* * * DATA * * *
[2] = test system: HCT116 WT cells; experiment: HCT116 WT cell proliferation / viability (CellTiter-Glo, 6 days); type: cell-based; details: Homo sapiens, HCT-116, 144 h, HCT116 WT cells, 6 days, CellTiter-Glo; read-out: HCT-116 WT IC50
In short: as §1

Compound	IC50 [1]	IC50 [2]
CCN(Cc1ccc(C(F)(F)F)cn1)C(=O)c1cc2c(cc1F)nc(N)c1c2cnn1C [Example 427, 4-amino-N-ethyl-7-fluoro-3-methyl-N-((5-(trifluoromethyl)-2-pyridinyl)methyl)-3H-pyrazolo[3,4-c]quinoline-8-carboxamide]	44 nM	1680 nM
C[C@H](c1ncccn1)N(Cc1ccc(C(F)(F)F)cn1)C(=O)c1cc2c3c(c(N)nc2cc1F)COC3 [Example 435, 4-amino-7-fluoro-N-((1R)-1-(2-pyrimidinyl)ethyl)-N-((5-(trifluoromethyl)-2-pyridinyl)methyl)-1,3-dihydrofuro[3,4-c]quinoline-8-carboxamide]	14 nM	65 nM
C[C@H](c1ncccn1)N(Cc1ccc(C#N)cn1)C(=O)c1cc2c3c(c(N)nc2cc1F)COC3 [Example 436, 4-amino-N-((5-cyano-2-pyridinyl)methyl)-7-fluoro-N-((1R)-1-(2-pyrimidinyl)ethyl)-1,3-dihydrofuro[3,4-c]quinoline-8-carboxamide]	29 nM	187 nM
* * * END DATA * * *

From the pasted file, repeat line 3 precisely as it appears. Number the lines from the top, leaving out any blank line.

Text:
Compound	IC50 [1]	IC50 [2]